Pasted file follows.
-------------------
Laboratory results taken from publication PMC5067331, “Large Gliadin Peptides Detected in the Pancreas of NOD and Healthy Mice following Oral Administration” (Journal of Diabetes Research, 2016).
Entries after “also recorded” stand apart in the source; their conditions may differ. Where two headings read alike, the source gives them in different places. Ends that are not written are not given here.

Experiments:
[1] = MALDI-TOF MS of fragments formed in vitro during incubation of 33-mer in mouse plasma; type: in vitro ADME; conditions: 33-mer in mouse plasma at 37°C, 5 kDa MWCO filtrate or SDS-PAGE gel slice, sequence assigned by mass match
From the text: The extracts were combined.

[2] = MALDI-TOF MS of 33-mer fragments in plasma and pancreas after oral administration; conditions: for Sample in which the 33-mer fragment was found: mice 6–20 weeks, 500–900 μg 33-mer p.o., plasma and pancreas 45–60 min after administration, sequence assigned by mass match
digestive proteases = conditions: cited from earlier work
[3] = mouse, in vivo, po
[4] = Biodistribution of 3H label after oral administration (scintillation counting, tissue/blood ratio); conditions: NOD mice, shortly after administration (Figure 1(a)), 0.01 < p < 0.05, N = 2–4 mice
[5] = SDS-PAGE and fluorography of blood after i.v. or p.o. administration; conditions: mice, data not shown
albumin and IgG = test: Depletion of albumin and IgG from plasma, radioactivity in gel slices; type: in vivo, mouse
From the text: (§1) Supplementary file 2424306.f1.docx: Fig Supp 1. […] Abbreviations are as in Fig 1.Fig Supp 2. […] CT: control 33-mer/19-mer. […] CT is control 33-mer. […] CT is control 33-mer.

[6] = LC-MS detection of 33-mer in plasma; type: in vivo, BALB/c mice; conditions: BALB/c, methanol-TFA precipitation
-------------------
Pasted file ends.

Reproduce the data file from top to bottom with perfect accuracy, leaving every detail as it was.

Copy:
Laboratory results taken from publication PMC5067331, “Large Gliadin Peptides Detected in the Pancreas of NOD and Healthy Mice following Oral Administration” (Journal of Diabetes Research, 2016).
Entries after “also recorded” stand apart in the source; their conditions may differ. Where two headings read alike, the source gives them in different places. Ends that are not written are not given here.

Experiments:
[1] = MALDI-TOF MS of fragments formed in vitro during incubation of 33-mer in mouse plasma; type: in vitro ADME; conditions: 33-mer in mouse plasma at 37°C, 5 kDa MWCO filtrate or SDS-PAGE gel slice, sequence assigned by mass match
From the text: The extracts were combined.

[2] = MALDI-TOF MS of 33-mer fragments in plasma and pancreas after oral administration; conditions: for Sample in which the 33-mer fragment was found: mice 6–20 weeks, 500–900 μg 33-mer p.o., plasma and pancreas 45–60 min after administration, sequence assigned by mass match
digestive proteases = conditions: cited from earlier work
[3] = mouse, in vivo, po
[4] = Biodistribution of 3H label after oral administration (scintillation counting, tissue/blood ratio); conditions: NOD mice, shortly after administration (Figure 1(a)), 0.01 < p < 0.05, N = 2–4 mice
[5] = SDS-PAGE and fluorography of blood after i.v. or p.o. administration; conditions: mice, data not shown
albumin and IgG = test: Depletion of albumin and IgG from plasma, radioactivity in gel slices; type: in vivo, mouse
From the text: (§1) Supplementary file 2424306.f1.docx: Fig Supp 1. […] Abbreviations are as in Fig 1.Fig Supp 2. […] CT: control 33-mer/19-mer. […] CT is control 33-mer. […] CT is control 33-mer.

[6] = LC-MS detection of 33-mer in plasma; type: in vivo, BALB/c mice; conditions: BALB/c, methanol-TFA precipitation